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3. General

All the Unix processes contain an "environment". This is a list of variables that contain name and value, both just strings that can contain most characters. All Unix processes have a parent process - the process that created this process as child. Child processes inherit environment from parent process. They can make some modifications to the environment before passing it in turn to their child processes.

One important environment variable is PATH, a list of directories separated by colons (':'). These directories are searched through to find commands. If you try to invoke command 'foo', all the directories in PATH (in that order) are searched for an executable file 'foo' (one with x-bit on). If a file is found, it is executed.

In this howto, I use term 'command' to refer executable program that is meant to be called with short names, using the path mechanism.

In Linux, even the low level operating system calls to start processes (the exec family of calls) searches through directories in the PATH variable: you can use the path mechanism anywhere where you try to execute a command. If exec operating system call gets a file name that does not contain '/', it evaluates the PATH environment variable. Even if there is no variable PATH in the environment, at least directories /bin and /usr/bin are looked for suitable commands.

In sh you use export command to set environment, in csh you use setenv command. For example:

sh:

PATH=/usr/local/bin:/usr/bin:/bin:/usr/bin/X11:/usr/games:.

csh:
setenv PATH /usr/local/bin:/usr/bin:/bin:/usr/bin/X11:/usr/games:.

C-programs can use setenv() library call to change environment. Perl has environment in an associative array %ENV, you can set PATH as $ENV{PATH}="/bin".

env command is the basic way of asking the current environment variables. It can be used to modify it as well.

More information of the basic environment mechanism can be found from manual pages 'environ', 'execl', 'setenv', info file 'env' and documentation of shells.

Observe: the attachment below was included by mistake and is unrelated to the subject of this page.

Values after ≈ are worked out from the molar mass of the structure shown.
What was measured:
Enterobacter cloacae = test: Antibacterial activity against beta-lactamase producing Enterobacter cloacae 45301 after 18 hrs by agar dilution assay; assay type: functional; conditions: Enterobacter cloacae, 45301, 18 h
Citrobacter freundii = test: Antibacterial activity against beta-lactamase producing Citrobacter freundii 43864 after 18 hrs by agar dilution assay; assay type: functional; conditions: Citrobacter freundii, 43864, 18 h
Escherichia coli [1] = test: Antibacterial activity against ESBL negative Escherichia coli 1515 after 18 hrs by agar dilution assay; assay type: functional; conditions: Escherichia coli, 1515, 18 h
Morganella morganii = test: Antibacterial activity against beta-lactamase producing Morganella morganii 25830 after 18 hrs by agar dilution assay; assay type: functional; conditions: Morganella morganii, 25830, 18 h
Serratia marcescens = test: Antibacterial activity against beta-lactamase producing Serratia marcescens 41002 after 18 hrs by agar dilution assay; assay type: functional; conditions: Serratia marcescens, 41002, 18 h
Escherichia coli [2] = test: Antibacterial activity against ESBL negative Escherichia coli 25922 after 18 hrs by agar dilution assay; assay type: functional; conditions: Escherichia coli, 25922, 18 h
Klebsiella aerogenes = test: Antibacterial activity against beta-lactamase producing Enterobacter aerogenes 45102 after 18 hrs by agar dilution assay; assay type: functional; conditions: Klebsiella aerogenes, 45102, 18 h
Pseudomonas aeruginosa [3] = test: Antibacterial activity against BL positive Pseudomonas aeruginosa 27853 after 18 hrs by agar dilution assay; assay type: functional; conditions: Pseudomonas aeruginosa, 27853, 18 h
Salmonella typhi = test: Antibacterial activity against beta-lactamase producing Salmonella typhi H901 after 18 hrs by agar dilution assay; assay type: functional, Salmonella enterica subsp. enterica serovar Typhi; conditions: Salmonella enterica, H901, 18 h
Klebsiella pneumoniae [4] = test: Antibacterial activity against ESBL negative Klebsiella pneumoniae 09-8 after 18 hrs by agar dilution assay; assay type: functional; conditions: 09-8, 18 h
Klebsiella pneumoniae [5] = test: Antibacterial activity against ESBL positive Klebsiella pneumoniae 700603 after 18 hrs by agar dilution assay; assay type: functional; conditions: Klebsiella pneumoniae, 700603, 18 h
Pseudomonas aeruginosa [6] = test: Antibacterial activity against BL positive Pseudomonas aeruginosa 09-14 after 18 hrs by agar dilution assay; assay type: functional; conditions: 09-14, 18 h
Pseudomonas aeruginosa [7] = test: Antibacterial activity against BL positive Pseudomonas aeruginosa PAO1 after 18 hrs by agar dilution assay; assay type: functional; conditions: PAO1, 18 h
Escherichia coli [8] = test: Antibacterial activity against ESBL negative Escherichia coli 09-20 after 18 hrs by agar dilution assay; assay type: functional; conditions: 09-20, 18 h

When Linux boots up, the first normal process that starts is the init process. It is a special process because it does not have parent. However, it is the ancestor of all the other processes. Init environment will remain as environment of all the processes if they do not touch it explicitly. Most processes do touch.

Init starts a group of processes. File /etc/inittab tells what processes the system starts. These processes work in the environment that is directly inherited from init - typically they are processes like 'getty', the program that writes 'login:' to console. If you start PPP connections here, you must remember that you are working in the init environment. The system initialization is often a script that is started here. In Debian 1.3 initialization script /etc/init.d/rc and it calls other initialization scripts in turn.

The system contains many running servers (daemons) that may or may not use the default environment. Most servers are started from the initialization scripts and thus they have the init environment.

When user logs in to the system, the environment is affected by the settings that are compiled into the programs, system wide initialization scripts and user initialization scripts. This is pretty complicated and the current situation is not completely satisfactory. It is totally different if user logs in from text console, XDM or from network.


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